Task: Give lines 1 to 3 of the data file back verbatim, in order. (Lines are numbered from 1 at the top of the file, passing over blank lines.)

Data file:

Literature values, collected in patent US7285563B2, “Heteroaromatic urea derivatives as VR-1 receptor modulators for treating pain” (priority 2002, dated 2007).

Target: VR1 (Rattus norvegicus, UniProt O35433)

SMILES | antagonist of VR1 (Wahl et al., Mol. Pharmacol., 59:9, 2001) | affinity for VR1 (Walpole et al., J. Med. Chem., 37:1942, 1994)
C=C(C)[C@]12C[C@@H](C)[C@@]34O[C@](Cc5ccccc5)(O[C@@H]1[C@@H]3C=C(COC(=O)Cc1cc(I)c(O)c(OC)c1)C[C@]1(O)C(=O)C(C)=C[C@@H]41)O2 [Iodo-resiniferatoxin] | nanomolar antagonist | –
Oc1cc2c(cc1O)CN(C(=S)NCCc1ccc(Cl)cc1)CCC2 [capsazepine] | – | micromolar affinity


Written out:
Literature values, collected in patent US7285563B2, “Heteroaromatic urea derivatives as VR-1 receptor modulators for treating pain” (priority 2002, dated 2007).

Target: VR1 (Rattus norvegicus, UniProt O35433)

SMILES | antagonist of VR1 (Wahl et al., Mol. Pharmacol., 59:9, 2001) | affinity for VR1 (Walpole et al., J. Med. Chem., 37:1942, 1994)